From Perth director Ben Young, Extinction falls flat as a science fiction drama that takes too long to give anything remotely original or interesting. Focusing on a simple-minded civilian, Peter keeps having nightmares about an alien attack on Earth and his family threatened from the invasion. When these visions come true, Peter now has to use the knowledge from his nightmares to figure out how to save them all.
Starring Michael Peña as Peter and Lizzy Caplan as his wife Alice, the two give the roles their all. It’s interesting to see Michael Peña take on a leading role, as he’s normally cast as the bumbling sidekick or junior officer who smells that something is off, but no one will listen to him. Michael Peña handled the role well and put everything he had into it but the script was limiting and potentially held him back. Lizzy Caplan equally was her usual magnetic self and completely stole the show but equally felt limited by the script.
Extinction is an interesting choice for Ben Young following his breakout film the 2016 crime thriller Hounds of Love. You can see some of the elements he’s tried to introduce into the film, such as the close focus on Peter and trying to show his humanity throughout the whole ordeal. The twist in the film is actually incredible and brings so much to the film, making the entire concept unreal but ultimately the execution of the film lets it down.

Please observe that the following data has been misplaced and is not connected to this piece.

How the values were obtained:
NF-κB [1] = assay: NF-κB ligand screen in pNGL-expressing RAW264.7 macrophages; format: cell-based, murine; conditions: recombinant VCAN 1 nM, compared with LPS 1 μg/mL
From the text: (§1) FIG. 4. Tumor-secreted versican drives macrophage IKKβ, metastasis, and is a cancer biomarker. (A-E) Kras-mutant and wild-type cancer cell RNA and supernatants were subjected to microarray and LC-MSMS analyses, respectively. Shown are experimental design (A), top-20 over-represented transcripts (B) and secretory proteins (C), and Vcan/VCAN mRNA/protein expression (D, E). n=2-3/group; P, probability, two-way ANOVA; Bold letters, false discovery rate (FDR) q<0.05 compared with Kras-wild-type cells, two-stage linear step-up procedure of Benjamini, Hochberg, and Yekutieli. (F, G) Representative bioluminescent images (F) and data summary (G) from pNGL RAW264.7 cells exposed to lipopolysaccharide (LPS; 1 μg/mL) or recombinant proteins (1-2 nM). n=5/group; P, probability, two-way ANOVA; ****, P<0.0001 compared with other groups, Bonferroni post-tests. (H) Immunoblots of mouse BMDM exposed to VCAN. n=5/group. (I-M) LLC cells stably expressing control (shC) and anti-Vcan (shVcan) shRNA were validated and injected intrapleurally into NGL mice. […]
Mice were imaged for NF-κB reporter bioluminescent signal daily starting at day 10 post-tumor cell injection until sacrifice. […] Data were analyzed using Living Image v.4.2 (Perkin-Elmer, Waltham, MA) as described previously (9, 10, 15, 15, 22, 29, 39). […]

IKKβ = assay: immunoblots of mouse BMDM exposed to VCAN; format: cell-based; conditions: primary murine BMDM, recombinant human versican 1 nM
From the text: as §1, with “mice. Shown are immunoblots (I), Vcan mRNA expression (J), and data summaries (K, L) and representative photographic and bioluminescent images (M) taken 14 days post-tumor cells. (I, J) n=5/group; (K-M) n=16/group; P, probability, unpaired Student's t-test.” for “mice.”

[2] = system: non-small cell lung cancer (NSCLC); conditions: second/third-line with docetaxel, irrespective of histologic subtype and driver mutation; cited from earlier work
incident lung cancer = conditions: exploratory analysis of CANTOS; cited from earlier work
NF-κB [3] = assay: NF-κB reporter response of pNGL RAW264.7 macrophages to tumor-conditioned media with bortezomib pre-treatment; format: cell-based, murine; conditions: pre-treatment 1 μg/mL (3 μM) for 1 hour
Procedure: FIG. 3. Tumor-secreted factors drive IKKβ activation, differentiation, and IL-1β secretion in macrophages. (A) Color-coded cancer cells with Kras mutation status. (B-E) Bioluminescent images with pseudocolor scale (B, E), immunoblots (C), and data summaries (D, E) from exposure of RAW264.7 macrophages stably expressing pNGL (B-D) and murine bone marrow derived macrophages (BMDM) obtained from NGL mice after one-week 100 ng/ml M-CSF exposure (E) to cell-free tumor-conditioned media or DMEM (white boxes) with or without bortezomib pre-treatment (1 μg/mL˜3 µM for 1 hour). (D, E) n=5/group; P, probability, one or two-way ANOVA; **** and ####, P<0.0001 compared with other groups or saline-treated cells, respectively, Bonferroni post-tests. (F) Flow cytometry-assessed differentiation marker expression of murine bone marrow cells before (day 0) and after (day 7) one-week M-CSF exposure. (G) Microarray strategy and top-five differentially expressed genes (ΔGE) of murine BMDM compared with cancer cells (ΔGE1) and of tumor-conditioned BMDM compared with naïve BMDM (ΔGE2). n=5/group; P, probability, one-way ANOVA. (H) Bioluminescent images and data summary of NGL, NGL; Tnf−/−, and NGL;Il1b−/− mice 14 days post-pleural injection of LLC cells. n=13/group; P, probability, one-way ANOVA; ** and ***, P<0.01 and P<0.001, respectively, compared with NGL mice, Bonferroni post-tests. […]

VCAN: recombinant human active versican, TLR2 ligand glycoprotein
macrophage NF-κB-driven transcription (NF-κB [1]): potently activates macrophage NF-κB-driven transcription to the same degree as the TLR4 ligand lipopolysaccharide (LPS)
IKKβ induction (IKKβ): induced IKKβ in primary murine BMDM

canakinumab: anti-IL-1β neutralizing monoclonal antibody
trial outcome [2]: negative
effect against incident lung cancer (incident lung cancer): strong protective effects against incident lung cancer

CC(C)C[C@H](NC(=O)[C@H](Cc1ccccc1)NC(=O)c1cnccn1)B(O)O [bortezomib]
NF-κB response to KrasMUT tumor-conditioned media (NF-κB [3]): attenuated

Whether it is Ben Young lacking in the experience for this type of project, or whether it was rushed to get the project finished and distributed, Extinction has some huge flaws that prevent it from being the film it could’ve been. As already mentioned, the script needed some work, as the concept was great but the script took too long to get to where it began to be interesting. It relied on way too many narrative tropes which ultimately ended up becoming tiresome as the film progressed.
There was some interesting use of camera angles and techniques that unfortunately weren’t executed properly so fell a bit short, and the CGI graphics needed some serious work. A lot of the explosions were too bright and orange, almost reminiscent of the 80’s graphics that can be seen in classics like the original Star Wars.
It was a daring attempt from Ben Young to take on a film like Extinction and whilst it may not be his best delivery yet, I am looking forward to seeing more character-based dramas from him that return to his more comfortable territory like Hounds of Love. Unfortunately, in the case of Extinction, I am going to have to say Skip It.